The Church has an ordered ministry for several reasons. One is to teach and preserve the faith. Timothy, a young elder or bishop, could trust the Christian faith he had received because he knew those from whom he learned it, namely Paul and perhaps other apostles and their delegates: ‘continue in what you have learned and firmly believed, knowing from whom you learned it’ (2 Tim. 3:14). Timothy then faced the task of entrusting the faith to others in turn: ‘what you have heard from me through many witnesses entrust to faithful people who will be able to teach others as well (2 Tim. 2:2). Teaching is a vital part of the ministry of the Church. Since the ordained minister takes a place in the wider whole, this ministry is exercised with accountability, so that the faith can not only be propagated but be propagated faithfully, and therefore preserved.
In the early Church, the teaching role of the bishop developed in clear contrast to the Gnostic cults that were also taking form. While the Gnostics taught secret, esoteric knowledge to the enlightened few (the root is in gnōsis, Greek for ‘knowledge’), the Christian bishop taught in public, seated where all could see him in the cathedral (from cathedra, Latin for ‘seat’). To this day a list of the succession of bishops is displayed in a cathedral to show that we know ‘those from whom [we] learned’ the faith (83-84).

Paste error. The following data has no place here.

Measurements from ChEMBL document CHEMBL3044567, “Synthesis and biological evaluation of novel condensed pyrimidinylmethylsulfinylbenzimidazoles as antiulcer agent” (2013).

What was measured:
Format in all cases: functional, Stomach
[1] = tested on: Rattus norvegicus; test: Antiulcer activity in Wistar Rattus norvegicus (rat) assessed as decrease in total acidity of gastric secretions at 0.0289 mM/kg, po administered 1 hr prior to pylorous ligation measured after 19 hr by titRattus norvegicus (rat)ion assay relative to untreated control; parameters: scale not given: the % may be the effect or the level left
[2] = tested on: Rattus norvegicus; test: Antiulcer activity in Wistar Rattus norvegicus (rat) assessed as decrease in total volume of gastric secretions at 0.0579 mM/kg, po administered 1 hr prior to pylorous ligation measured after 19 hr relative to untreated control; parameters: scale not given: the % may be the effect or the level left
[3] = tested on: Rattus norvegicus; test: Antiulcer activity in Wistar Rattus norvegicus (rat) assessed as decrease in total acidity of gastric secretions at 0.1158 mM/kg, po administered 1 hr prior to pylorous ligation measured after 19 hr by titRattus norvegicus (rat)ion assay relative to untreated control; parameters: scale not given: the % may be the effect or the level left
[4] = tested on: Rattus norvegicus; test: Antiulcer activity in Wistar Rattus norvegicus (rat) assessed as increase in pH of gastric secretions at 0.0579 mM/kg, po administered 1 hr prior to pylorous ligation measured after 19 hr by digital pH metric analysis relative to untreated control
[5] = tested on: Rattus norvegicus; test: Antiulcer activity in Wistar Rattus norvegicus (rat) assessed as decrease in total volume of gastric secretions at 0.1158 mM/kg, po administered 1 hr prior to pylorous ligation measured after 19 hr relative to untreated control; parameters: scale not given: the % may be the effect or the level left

Now, of course, it is important to recognise that ordination does not guarantee that the faith is preserved at is handed down. Only the Spirit of God can do this. But the structures of the Church are there to maintain order and provide accountability, particularly as authority is only granted to its ministers following a time of preparation and examination. And because of that, ordination certainly helps to ensure that the faith is preserved.